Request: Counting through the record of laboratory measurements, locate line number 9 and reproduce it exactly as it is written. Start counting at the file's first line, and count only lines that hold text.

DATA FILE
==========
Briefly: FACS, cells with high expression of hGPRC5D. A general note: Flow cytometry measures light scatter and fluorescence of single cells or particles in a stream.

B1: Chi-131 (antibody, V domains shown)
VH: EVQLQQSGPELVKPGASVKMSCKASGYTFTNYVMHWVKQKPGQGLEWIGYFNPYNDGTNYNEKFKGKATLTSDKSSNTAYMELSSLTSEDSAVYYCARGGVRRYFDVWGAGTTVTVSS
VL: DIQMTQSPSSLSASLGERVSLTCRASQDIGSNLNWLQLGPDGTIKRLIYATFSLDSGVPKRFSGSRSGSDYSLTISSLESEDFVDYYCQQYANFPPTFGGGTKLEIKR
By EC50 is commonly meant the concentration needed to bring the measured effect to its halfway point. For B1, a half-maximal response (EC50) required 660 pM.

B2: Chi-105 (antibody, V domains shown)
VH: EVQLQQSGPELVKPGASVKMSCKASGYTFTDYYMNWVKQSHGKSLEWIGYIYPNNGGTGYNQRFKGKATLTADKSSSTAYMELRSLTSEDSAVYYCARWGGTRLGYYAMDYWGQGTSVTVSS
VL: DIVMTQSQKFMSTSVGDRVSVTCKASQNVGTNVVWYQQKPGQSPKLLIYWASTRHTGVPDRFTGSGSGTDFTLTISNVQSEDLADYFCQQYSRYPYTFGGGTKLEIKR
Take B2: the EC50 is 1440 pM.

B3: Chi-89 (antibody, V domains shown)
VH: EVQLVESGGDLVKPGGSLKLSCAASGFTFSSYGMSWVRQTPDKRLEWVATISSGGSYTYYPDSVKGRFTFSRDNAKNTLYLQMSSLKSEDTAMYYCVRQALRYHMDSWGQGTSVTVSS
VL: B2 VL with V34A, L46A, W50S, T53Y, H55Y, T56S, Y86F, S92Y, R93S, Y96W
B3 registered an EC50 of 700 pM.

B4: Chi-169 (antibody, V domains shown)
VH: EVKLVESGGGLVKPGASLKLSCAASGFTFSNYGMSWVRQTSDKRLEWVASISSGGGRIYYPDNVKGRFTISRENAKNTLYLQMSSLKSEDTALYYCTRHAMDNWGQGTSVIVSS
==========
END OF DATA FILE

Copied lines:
Take B2: the EC50 is 1440 pM.